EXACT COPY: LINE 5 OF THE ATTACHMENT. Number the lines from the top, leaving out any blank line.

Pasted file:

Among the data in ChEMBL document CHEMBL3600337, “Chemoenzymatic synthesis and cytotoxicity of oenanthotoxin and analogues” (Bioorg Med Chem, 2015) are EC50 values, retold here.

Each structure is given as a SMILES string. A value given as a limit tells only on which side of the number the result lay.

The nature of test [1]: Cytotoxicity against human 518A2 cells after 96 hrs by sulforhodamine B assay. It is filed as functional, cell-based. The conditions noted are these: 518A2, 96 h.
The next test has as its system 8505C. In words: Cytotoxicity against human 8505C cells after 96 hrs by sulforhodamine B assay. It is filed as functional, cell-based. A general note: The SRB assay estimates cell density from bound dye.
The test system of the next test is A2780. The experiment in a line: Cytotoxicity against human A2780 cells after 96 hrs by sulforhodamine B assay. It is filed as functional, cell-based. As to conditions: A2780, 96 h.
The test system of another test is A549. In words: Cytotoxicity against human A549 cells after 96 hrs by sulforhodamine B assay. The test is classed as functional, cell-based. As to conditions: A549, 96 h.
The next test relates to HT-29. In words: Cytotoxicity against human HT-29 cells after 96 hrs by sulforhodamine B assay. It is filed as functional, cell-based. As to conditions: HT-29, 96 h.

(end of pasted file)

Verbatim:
The test system of the next test is A2780. The experiment in a line: Cytotoxicity against human A2780 cells after 96 hrs by sulforhodamine B assay. It is filed as functional, cell-based. As to conditions: A2780, 96 h.